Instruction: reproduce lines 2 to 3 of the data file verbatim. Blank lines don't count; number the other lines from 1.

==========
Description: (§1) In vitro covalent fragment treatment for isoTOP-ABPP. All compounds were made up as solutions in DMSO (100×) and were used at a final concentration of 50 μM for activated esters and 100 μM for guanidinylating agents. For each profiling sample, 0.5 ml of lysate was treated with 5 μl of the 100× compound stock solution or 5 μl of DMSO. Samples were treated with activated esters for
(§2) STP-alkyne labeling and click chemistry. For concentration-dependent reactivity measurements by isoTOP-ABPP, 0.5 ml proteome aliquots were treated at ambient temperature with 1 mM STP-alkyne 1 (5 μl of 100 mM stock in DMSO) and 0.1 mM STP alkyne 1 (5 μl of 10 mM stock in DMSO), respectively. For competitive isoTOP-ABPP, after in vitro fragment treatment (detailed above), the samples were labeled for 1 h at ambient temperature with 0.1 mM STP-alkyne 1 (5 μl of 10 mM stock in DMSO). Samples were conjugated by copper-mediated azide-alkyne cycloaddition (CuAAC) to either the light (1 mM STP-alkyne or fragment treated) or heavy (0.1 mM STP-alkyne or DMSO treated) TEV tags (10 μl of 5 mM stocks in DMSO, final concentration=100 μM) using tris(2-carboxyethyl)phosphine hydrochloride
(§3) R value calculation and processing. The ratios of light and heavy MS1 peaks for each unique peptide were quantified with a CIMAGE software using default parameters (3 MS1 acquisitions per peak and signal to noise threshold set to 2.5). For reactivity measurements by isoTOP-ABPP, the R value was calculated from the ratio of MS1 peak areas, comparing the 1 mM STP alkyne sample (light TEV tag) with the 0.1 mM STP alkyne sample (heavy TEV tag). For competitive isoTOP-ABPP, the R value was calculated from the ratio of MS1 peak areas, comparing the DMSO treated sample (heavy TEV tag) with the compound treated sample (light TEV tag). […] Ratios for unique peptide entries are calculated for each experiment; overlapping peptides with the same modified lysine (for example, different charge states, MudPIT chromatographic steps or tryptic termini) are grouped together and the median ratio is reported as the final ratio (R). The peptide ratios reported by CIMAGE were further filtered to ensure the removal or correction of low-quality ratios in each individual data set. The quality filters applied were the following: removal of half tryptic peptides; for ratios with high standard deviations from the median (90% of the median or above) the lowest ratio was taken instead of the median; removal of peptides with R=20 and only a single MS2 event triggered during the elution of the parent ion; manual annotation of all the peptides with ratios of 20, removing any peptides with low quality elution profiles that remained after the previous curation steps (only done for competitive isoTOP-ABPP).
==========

(§2) STP-alkyne labeling and click chemistry. For concentration-dependent reactivity measurements by isoTOP-ABPP, 0.5 ml proteome aliquots were treated at ambient temperature with 1 mM STP-alkyne 1 (5 μl of 100 mM stock in DMSO) and 0.1 mM STP alkyne 1 (5 μl of 10 mM stock in DMSO), respectively. For competitive isoTOP-ABPP, after in vitro fragment treatment (detailed above), the samples were labeled for 1 h at ambient temperature with 0.1 mM STP-alkyne 1 (5 μl of 10 mM stock in DMSO). Samples were conjugated by copper-mediated azide-alkyne cycloaddition (CuAAC) to either the light (1 mM STP-alkyne or fragment treated) or heavy (0.1 mM STP-alkyne or DMSO treated) TEV tags (10 μl of 5 mM stocks in DMSO, final concentration=100 μM) using tris(2-carboxyethyl)phosphine hydrochloride
(§3) R value calculation and processing. The ratios of light and heavy MS1 peaks for each unique peptide were quantified with a CIMAGE software using default parameters (3 MS1 acquisitions per peak and signal to noise threshold set to 2.5). For reactivity measurements by isoTOP-ABPP, the R value was calculated from the ratio of MS1 peak areas, comparing the 1 mM STP alkyne sample (light TEV tag) with the 0.1 mM STP alkyne sample (heavy TEV tag). For competitive isoTOP-ABPP, the R value was calculated from the ratio of MS1 peak areas, comparing the DMSO treated sample (heavy TEV tag) with the compound treated sample (light TEV tag). […] Ratios for unique peptide entries are calculated for each experiment; overlapping peptides with the same modified lysine (for example, different charge states, MudPIT chromatographic steps or tryptic termini) are grouped together and the median ratio is reported as the final ratio (R). The peptide ratios reported by CIMAGE were further filtered to ensure the removal or correction of low-quality ratios in each individual data set. The quality filters applied were the following: removal of half tryptic peptides; for ratios with high standard deviations from the median (90% of the median or above) the lowest ratio was taken instead of the median; removal of peptides with R=20 and only a single MS2 event triggered during the elution of the parent ion; manual annotation of all the peptides with ratios of 20, removing any peptides with low quality elution profiles that remained after the previous curation steps (only done for competitive isoTOP-ABPP).